Archives for January 31, 2024

A Global View to Giving Back

Burnett Society member creates opportunities for future nurses to travel the world

By Robyn Murray

Early in her career, Sharon Redding found herself riding on a camel through the Sahara Desert — wondering what on earth she was doing there.

“So here I am out in the middle of the Sahara Desert, trooping along on the top of this camel,” Redding recalled, “and I’m thinking, this is nursing?”

Redding had recently graduated from the University of Nebraska Medical Center with her nursing degree and joined the Peace Corps. On one of her first assignments, she was sent to Chad to immunize the local residents. It was the first of many adventures for Redding, who is a Burnett Society member and an excellent example of living life to the fullest.

“If I went home and told people this is what I was doing, they would look at me like, Sharon, what are you thinking?” she said. “But I thought it was great fun. I mean, I thought, why not make it fun to be a nurse?”

Redding has traveled to more countries than she can count — 50 to 75, she estimates — as both a tourist and a working nurse. With a quick wit and no-nonsense style, Redding has an abundance of interesting stories from her adventures, like the time she flew over Mount Everest in a tiny plane, an experience she describes as life-changing.

“To see the entire chain of Mount Everest, and all these mountains sticking up out of the clouds, made you feel so small and so humble,” Redding said. “And I’m sitting there thinking, I’m actually doing this. I’m at the top of the world — and I didn’t have to climb anything.”

Redding, who later earned her master’s degree from the University of Washington and her doctorate in education from the University of Nebraska–Lincoln, taught nursing at the College of Saint Mary in Omaha for 24 years. She took numerous trips with students, encouraging them to see the world from a global perspective. That view is crucial, Redding said, especially for nurses, who work with diverse populations.

“We don’t just work with people who are born and raised in the United States,” Redding said. “[We work with] immigrants, people from different cultures. And you need to be very savvy about how you integrate teaching … and be attuned to cultural values.”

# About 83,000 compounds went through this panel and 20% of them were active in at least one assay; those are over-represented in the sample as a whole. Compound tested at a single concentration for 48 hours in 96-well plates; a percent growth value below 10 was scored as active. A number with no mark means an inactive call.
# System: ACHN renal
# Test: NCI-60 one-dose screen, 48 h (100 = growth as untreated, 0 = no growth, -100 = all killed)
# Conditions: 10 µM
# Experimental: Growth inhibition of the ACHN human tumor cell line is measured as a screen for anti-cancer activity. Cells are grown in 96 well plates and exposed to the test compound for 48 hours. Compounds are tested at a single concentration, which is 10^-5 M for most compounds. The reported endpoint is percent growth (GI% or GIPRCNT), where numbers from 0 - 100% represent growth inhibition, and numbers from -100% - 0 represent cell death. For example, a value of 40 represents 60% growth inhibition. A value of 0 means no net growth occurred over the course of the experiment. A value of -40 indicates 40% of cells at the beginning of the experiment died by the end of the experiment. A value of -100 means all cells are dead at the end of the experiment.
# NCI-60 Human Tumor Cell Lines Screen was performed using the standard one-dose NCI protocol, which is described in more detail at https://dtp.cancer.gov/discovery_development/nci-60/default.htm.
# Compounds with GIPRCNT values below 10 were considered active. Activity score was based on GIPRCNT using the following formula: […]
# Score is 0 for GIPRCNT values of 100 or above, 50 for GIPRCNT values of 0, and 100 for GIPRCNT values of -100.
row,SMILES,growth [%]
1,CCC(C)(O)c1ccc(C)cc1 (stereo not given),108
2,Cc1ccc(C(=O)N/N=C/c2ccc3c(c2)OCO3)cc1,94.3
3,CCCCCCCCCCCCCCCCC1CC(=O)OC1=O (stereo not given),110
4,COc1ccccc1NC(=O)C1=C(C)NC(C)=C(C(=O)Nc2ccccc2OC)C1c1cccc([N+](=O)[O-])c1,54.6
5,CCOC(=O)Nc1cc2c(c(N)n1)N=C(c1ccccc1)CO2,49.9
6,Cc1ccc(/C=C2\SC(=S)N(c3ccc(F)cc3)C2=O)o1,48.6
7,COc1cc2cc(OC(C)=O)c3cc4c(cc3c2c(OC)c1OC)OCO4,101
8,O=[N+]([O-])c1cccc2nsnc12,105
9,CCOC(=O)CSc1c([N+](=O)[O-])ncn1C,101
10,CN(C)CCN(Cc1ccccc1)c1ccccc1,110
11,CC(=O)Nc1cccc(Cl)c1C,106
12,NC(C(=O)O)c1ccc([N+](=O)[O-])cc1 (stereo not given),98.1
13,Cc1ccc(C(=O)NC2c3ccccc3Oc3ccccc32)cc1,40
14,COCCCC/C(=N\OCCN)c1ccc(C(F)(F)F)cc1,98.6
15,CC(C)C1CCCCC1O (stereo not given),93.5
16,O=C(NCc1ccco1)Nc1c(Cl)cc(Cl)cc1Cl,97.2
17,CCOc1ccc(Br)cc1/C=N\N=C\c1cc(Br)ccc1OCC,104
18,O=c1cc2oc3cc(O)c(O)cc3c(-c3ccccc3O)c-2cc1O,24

That belief led Redding to set a new goal later in life: to leave a legacy for the next generation of nurses that would allow them to experience the wonder and adventure of global travel. Working with the University of Nebraska Foundation, Redding established a planned gift to support UNMC nursing students and provide funding for international travel experiences.

Burnett Society member Sharon Redding riding a camel in the Sahara Desert on one of her first Peace Corps assignments as a working nurse.
Redding estimates she has traveled to 50-75 countries in her lifetime and says the experience of visiting and living in other countries has been indispensable in her career as a nurse.

“I want to make sure that my legacy is supporting students who want to be engaged in these kinds of activities,” Redding said. “Nursing and international experiences go together. And for me, that’s why I like the idea of planned giving, knowing that what I’m doing is going to continue, because I believe in that.”

Redding encourages others to think back on their careers and what they loved most as they make their estate plans.

“When did they feel the best in their career? What were things that made them the most satisfied with what they were doing? And then see if you can direct your planned giving in that direction,” she said.

And while not all careers have included riding on camels through the Sahara, Redding encourages others to be creative in their gift planning and consider giving to something that will have a lifelong benefit.

“That involves giving to people who then can turn around and do the same thing that you did,” Redding said. “I think that’s what’s exciting about working with an organization like the Burnett Society to really make your dream come true or make your life activities go on for who knows how long.”